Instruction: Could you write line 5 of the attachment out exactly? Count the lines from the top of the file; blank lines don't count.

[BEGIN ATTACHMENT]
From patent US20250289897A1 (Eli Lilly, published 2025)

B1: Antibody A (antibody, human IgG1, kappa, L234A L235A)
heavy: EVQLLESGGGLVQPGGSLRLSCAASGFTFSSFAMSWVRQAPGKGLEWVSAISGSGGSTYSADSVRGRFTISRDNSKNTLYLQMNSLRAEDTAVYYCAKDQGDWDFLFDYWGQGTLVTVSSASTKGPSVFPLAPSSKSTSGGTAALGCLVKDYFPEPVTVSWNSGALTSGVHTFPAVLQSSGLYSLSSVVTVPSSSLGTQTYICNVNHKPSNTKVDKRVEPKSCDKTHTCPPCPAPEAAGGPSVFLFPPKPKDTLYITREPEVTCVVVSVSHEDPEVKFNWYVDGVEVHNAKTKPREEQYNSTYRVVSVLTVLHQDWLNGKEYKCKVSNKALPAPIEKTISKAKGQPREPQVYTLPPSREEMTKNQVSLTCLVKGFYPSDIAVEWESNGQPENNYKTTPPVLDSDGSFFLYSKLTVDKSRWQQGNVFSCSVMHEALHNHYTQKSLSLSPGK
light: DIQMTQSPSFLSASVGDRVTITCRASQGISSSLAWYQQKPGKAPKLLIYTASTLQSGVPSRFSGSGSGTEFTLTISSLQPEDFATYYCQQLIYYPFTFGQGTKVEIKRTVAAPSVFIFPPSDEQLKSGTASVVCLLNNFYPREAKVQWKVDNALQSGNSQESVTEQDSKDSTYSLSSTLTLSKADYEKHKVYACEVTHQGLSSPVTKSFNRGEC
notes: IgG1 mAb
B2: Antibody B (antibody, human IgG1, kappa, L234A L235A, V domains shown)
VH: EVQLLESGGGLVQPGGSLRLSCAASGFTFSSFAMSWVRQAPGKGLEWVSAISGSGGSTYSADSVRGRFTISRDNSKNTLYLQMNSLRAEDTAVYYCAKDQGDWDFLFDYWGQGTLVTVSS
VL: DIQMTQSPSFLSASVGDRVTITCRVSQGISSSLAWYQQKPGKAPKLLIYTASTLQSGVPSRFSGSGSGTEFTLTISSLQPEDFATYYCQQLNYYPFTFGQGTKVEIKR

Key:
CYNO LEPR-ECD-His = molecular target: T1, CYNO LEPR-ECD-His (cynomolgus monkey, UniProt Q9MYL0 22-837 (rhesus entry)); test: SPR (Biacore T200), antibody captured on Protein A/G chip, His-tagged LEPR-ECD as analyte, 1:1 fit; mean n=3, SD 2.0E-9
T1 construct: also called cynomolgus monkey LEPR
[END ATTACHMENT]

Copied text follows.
notes: IgG1 mAb